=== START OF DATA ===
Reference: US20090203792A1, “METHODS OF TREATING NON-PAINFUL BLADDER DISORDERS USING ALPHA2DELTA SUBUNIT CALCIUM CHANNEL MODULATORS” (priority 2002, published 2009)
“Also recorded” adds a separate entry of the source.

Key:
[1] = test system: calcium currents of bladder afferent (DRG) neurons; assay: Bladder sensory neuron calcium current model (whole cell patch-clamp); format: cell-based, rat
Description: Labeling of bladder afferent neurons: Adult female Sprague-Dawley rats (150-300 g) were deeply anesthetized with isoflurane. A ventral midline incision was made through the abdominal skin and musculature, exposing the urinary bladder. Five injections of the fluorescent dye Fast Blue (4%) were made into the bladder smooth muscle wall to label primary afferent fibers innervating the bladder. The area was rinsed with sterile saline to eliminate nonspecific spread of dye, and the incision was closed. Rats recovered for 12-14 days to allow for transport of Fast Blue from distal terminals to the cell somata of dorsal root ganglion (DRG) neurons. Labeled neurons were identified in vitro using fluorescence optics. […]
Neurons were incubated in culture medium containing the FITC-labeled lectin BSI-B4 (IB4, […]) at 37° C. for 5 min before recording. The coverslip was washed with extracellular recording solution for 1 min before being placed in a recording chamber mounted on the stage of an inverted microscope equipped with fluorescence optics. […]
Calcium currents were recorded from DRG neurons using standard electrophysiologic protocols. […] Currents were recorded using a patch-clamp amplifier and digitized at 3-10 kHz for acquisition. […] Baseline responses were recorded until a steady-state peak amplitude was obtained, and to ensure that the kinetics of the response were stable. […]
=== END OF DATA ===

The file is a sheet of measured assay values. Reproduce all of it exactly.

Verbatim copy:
Reference: US20090203792A1, “METHODS OF TREATING NON-PAINFUL BLADDER DISORDERS USING ALPHA2DELTA SUBUNIT CALCIUM CHANNEL MODULATORS” (priority 2002, published 2009)
“Also recorded” adds a separate entry of the source.

Key:
[1] = test system: calcium currents of bladder afferent (DRG) neurons; assay: Bladder sensory neuron calcium current model (whole cell patch-clamp); format: cell-based, rat
Description: Labeling of bladder afferent neurons: Adult female Sprague-Dawley rats (150-300 g) were deeply anesthetized with isoflurane. A ventral midline incision was made through the abdominal skin and musculature, exposing the urinary bladder. Five injections of the fluorescent dye Fast Blue (4%) were made into the bladder smooth muscle wall to label primary afferent fibers innervating the bladder. The area was rinsed with sterile saline to eliminate nonspecific spread of dye, and the incision was closed. Rats recovered for 12-14 days to allow for transport of Fast Blue from distal terminals to the cell somata of dorsal root ganglion (DRG) neurons. Labeled neurons were identified in vitro using fluorescence optics. […]
Neurons were incubated in culture medium containing the FITC-labeled lectin BSI-B4 (IB4, […]) at 37° C. for 5 min before recording. The coverslip was washed with extracellular recording solution for 1 min before being placed in a recording chamber mounted on the stage of an inverted microscope equipped with fluorescence optics. […]
Calcium currents were recorded from DRG neurons using standard electrophysiologic protocols. […] Currents were recorded using a patch-clamp amplifier and digitized at 3-10 kHz for acquisition. […] Baseline responses were recorded until a steady-state peak amplitude was obtained, and to ensure that the kinetics of the response were stable. […]